1  FM quick reads on boiler retrofit

1. Steam-Plant Conversion Generates Cool Savings


Like many institutional and commercial facilities around the country, Mississippi State University faced growing utility costs in the mid-2000s that forced maintenance and engineering managers to find new ways to do more with less.

In 2006, the university, located in Starkville, set a goal to reduce its energy consumption by 30 percent per square foot by 2016. So far, so good. The university has saved more than $25 million in electricity and natural gas and is well on its way to reaching its goal. The success has resulted from a series of retrofit projects — most notably, converting its central steam plant to high-efficiency, hot-water-condensing units.

"It's been pretty well documented that doing these types of things over time definitely impacts your bottom line," says J.D. Hardy, the university's associate director of utilities and an energy and mechanical engineer in facilities management in 2008, when the project started. "The cost avoidance is energy we would have otherwise spent if we had not taken the initiative to implement these changes and operate more effectively."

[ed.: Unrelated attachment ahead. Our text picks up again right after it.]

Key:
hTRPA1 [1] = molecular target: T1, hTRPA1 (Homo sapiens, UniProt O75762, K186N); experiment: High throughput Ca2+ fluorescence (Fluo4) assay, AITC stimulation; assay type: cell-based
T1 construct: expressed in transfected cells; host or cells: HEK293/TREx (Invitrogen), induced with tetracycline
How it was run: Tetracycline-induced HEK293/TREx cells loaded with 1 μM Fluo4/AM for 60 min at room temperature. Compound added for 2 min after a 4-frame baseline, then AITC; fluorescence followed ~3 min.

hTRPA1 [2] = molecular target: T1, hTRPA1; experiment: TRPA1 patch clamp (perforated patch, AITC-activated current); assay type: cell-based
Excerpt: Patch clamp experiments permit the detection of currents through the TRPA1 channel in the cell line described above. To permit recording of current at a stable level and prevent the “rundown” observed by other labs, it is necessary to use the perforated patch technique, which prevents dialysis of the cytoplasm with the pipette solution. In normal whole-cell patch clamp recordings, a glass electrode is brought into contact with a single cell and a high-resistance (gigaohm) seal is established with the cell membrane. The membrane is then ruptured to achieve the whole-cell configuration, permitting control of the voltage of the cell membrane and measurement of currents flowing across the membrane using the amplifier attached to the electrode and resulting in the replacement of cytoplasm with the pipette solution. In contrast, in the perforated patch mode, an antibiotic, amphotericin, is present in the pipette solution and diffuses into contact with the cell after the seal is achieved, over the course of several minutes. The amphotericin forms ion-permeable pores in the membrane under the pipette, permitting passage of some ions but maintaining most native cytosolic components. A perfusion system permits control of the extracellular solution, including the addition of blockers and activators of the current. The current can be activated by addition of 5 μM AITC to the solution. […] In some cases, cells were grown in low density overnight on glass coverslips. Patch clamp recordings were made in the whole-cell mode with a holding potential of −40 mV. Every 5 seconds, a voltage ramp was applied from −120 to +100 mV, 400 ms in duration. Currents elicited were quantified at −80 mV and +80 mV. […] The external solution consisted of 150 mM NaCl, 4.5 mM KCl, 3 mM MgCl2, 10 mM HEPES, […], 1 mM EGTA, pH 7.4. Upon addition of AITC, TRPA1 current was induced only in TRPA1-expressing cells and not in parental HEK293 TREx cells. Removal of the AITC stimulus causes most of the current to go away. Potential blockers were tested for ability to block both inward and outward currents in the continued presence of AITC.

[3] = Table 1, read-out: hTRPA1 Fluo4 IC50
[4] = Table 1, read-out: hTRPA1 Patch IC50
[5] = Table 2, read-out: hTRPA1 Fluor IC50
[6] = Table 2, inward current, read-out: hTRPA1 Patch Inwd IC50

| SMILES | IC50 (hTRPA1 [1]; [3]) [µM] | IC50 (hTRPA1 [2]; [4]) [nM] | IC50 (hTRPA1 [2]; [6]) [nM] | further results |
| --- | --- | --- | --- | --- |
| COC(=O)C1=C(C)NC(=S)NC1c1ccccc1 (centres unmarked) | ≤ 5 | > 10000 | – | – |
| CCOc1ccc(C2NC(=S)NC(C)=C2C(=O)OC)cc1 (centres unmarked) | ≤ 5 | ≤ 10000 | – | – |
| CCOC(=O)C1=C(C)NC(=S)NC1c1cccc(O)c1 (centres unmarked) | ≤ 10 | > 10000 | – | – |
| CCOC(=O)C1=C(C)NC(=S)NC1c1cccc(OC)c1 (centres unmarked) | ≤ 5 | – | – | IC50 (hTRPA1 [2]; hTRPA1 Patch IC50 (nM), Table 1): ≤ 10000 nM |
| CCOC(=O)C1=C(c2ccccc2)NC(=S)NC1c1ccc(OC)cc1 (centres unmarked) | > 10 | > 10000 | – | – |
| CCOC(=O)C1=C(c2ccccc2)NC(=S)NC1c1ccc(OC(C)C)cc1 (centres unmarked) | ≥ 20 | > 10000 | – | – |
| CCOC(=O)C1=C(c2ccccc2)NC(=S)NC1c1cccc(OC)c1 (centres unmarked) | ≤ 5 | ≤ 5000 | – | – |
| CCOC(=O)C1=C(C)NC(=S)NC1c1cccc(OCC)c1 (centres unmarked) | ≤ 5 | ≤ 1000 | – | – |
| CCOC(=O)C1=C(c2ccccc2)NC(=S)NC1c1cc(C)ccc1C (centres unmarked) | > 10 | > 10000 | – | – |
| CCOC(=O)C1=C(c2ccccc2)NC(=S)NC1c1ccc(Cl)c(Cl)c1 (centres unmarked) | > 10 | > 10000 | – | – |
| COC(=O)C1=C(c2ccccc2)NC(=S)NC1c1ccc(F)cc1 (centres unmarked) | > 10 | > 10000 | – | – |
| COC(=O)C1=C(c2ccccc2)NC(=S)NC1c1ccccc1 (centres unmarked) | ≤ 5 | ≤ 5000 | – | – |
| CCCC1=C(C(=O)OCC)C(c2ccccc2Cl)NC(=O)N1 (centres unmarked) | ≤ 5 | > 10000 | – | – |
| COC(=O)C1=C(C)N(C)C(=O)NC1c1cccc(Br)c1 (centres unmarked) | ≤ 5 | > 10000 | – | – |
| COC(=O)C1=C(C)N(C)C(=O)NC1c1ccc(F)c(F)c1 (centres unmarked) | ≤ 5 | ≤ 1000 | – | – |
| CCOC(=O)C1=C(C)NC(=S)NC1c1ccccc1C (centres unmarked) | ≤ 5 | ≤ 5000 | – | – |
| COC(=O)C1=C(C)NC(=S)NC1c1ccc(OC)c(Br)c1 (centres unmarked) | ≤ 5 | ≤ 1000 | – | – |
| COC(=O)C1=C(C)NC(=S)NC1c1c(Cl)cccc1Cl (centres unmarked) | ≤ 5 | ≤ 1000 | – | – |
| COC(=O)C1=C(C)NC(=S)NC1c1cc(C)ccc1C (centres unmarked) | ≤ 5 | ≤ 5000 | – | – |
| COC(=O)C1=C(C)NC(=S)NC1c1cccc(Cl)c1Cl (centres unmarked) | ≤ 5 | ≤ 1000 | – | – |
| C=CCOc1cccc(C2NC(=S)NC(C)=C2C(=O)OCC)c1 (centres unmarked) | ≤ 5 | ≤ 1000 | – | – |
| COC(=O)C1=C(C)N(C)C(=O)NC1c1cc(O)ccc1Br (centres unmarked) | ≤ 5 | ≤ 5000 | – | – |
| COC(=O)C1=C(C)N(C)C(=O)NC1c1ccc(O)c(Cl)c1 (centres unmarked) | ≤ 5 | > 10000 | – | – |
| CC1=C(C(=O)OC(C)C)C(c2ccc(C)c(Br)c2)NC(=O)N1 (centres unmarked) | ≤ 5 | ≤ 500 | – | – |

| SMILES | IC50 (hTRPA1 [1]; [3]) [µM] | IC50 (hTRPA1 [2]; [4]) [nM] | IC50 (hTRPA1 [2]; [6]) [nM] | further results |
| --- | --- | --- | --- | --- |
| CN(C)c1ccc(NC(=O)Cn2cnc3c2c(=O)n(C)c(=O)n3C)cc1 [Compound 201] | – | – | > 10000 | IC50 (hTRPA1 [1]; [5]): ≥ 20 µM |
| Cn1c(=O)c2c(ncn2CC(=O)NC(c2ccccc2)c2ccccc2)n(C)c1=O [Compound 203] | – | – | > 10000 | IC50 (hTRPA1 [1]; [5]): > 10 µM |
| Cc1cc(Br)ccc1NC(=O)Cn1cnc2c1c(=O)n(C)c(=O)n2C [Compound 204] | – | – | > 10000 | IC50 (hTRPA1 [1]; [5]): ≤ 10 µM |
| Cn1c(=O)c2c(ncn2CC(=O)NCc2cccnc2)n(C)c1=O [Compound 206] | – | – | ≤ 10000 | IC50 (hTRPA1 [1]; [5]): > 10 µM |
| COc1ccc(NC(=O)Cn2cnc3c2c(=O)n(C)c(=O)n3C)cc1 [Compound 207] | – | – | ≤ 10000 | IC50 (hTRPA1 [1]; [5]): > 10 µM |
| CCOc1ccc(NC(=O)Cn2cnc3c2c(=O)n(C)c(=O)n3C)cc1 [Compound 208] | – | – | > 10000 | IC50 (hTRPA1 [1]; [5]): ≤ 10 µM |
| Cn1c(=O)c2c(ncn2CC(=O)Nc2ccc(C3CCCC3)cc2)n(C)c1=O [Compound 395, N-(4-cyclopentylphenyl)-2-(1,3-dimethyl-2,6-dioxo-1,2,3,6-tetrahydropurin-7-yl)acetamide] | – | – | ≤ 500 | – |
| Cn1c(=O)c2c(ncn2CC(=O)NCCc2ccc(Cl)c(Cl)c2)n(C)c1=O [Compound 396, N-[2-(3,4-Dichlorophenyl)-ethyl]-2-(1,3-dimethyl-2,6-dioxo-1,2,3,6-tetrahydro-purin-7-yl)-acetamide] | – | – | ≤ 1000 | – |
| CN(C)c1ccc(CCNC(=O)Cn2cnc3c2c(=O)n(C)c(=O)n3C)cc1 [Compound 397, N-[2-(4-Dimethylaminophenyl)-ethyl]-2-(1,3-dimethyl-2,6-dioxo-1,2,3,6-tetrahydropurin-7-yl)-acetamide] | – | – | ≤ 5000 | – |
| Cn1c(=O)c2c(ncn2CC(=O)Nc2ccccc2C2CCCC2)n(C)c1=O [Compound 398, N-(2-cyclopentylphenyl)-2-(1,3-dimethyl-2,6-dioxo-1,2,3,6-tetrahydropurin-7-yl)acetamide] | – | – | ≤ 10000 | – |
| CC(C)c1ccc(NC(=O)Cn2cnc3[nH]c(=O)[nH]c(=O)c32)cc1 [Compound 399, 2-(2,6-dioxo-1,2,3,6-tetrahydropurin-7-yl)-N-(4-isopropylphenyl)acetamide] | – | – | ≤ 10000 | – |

The first and most significant step the university took to reduce its HVAC-related energy costs involved the multi-million dollar conversion of the central steam plant. The plant served for years as the primary heat provider to almost 40 campus facilities with about 3.5 million square feet of space.

"Our steam plant was built in the mid-1920s and has a long history of providing heating and steam needs for the campus," Hardy says. "(The plant's) reached out with steam distribution through tunnels across campus, and with that type of distribution, there have been a lot of advances made. Over time, a system like that can become quite inefficient, even with the best maintenance practices."

The university replaced two steam boilers with 14 condensing, high-efficiency boilers. The old boilers operated at about 80 percent efficiency, while the new units operate at Btu ratings in the mid-90s. The university experienced a dramatic reduction in Btu per square foot since the new boilers were installed, lowering its electric and natural gas consumption from 162,000 Btu per square foot in 2006 to 102,000 by 2012.



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